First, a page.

This year’s annual developer conference from Apple is not just about newer firmware for iPhones, iPad, Apple Watch and Apple TV but also about the Cupertino giant getting serious about augmented reality. The newer ARKit focuses on multi-user functions, accurate rendering, persistent tracking and object identification.
At the Worldwide Developers Conference in San Jose California, Apple has introduced a new version of ARKit that debuted last year. For those who don’t know, ARKit is a bunch of Apple tools that help developers and artists create applications based on augmented reality for iPads and iPhones which allows digital graphics to overlay on top of objects in the real world.
Speaking to the 6,000 in attendance, Apple Senior VP, Craig Federighi said. “AR is a transformational technology. We're on a relentless pace of advancement”.
The second generation of Apple’s ARKit comes with improvements in face tracking and object identification that is powered by an enhanced set of algorithms and realistic rendering techniques. ARKit 2 also stresses the addition of shared AR experiences which is now possible through multiple user support. Subjects on the screen will be persistently tracked however the environment it’s involved in.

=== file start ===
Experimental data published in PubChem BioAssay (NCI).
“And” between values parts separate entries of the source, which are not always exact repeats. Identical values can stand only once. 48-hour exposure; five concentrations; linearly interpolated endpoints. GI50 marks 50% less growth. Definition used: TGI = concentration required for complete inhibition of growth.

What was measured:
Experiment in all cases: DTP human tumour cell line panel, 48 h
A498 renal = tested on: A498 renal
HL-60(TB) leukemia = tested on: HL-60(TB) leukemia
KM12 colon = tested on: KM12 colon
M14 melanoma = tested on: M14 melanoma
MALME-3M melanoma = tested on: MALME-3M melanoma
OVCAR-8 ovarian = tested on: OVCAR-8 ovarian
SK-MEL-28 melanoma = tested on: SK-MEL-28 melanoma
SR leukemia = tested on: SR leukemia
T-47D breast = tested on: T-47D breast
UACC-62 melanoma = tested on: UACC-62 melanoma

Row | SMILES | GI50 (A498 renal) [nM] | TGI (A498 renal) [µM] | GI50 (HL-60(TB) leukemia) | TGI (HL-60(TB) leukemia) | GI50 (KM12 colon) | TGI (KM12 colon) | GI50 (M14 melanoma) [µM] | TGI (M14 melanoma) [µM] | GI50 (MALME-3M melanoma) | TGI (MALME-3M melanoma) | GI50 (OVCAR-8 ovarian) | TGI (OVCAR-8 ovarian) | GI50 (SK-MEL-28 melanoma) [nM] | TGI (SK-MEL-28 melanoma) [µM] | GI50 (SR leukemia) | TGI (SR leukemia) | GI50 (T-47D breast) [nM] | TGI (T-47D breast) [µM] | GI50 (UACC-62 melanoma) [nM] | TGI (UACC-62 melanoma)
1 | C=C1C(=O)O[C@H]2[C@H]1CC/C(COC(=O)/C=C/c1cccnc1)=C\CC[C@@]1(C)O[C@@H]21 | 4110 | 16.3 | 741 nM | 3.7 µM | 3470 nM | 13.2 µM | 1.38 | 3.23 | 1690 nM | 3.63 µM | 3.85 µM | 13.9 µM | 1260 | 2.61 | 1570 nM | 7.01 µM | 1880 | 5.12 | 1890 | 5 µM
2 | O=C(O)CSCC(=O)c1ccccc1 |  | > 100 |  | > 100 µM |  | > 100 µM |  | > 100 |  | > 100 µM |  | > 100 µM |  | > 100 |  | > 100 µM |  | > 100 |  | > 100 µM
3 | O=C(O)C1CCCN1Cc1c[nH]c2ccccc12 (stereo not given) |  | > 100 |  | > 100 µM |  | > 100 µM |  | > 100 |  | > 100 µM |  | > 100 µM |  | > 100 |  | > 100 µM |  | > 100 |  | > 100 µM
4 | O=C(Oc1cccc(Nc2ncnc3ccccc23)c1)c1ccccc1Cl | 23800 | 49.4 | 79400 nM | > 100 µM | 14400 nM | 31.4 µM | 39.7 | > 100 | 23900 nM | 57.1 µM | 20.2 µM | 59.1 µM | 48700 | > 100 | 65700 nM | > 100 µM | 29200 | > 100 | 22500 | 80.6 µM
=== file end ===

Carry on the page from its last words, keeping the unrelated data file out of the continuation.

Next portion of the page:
Though details are unclear at the moment, the ARKit 2 will allow virtual items to blend in well with real-world scenarios and objects through realistic rendering techniques. There’s a full3D inject detection which not only checks for flat surfaces like walls and tablets but also other objects that AR can use to interact with.
Apple also demonstrated a Lego AR application which runs on ARKit 2 using on an iPad. With the latest updates in the augmented reality tools, the Lego app could track the position of the real-life physical set and be able to build a virtual Lego town around it. The app which now features Lego minifigs transform a real-life Lego toy into a video game with up to four players being able to play simultaneously.
The company has introduced the compact USDZ single-file format for sharing augmented reality content. Users and developers alike will be able to add 2D objects to the real world using a single file type. The move comes as a partnership with Adobe whose Creative Cloud services will now render service to the USDZ file format and help deliver AR across other Apple platforms.
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